Piedmont Master Gardeners will open its online 2023 Spring Lecture Series at 7 p.m. on Thursday with fifth-generation Orange County farmer Michael Carter Jr. speaking on “Africulture and Unique Organic Vegetables You’ll Want in Your Home Garden.”
“Gardening for a Healthy Planet” is the theme for this year’s series, which will be presented online at 7 p.m. on four Thursdays in March. Admission is $10 for each lecture; register for the webinars at https://piedmontmastergardeners.org/events/.
Carter is managing director of Carter Farms and Africulture, a nonprofit group focused on educating the public about the contributions that people of African descent have made to U.S. agriculture. He will speak about plants he grows organically at his family’s certified Virginia Century Farm in Orange County, where he is the fifth generation of his family to farm.
Coming up in the series:
• 7 p.m. on March 9: Bob Schamerhorn will speak on “Attracting Birds and Other Wildlife to Your Garden with Easy-to-Create Water Features.”
Schamerhorn’s multimedia program will demonstrate water’s attraction to birds and other wildlife in every season and suggest ways to bring water into backyards. Schamerhorn, based in Richmond, is an award-winning nature photographer and a lifelong bird and nature enthusiast whose work has appeared in numerous exhibitions and publications.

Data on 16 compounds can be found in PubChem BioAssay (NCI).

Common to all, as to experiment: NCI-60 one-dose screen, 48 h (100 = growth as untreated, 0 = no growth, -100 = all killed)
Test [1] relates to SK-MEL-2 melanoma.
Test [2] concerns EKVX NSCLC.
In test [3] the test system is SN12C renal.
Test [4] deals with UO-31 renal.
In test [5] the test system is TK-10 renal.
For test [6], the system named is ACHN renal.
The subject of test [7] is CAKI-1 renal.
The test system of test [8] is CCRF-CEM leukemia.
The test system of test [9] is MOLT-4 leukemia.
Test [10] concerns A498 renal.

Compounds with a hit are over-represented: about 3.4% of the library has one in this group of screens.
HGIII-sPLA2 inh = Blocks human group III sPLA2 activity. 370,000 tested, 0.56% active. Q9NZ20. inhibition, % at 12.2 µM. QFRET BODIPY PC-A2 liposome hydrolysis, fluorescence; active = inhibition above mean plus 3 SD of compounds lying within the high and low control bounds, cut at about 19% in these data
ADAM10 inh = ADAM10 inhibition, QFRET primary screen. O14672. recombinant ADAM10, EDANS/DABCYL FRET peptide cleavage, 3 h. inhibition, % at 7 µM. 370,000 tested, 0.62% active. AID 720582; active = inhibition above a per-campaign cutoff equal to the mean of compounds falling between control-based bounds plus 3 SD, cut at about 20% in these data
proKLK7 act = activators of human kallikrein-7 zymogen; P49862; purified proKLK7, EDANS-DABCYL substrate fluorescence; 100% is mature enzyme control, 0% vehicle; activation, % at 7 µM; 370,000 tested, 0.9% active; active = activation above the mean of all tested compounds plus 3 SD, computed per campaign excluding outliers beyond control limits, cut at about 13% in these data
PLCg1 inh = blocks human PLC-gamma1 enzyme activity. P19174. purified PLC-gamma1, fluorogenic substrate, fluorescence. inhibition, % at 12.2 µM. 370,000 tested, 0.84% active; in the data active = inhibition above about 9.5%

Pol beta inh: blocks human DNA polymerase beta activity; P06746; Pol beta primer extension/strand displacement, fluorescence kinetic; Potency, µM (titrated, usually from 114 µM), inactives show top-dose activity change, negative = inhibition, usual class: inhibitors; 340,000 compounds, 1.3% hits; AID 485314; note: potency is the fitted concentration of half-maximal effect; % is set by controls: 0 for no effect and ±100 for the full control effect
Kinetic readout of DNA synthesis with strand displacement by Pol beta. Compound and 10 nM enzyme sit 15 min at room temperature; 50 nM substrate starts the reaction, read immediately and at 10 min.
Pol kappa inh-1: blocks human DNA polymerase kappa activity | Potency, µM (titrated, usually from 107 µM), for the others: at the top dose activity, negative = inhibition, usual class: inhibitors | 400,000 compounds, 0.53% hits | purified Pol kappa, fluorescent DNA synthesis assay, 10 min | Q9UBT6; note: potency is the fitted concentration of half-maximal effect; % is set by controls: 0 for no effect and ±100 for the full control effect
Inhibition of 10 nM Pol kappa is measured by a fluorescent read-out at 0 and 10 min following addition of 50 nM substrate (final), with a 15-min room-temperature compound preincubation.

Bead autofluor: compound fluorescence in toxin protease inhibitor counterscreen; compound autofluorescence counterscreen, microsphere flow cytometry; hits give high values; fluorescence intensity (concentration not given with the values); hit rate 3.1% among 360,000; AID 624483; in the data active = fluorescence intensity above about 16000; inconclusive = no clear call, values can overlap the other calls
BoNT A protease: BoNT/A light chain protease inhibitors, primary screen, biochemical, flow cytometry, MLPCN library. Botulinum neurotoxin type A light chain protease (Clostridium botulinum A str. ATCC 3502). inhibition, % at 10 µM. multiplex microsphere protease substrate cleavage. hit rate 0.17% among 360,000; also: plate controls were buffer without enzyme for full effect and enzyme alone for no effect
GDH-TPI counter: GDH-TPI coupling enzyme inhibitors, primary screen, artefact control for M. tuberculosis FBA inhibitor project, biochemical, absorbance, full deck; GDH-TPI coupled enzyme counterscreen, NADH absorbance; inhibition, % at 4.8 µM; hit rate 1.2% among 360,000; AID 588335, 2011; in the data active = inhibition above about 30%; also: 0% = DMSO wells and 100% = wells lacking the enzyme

• 7 p.m. on March 16: Kim Eierman will speak on “Designing a Pollinator Victory Garden for a Changing Climate.”
Eierman, an ecological landscape designer specializing in native plants, is the author of “The Pollinator Victory Garden: Win the War on Pollinator Decline with Ecological Gardening.” She will discuss the dramatic decline of pollinators and offer simple strategies gardeners can use to support bees and other pollinator species.
• 7 p.m. on March 30: Elisa Meara and Alex Thompson will present “Attractive, Functional, Sustainable Solutions to Managing Stormwater Runoff in the Home Yard and Garden.”
The landscape designers will show how smart planting practices and rain gardens can reduce stormwater runoff and filter pollutants that threaten rivers and streams feeding the Chesapeake Bay. A graduate of London’s Inchbald School of Design, Meara is owner of the Native Plant Landscape Design Corp. in Falls Church. Thompson has a master’s degree in landscape design from the George Washington University.
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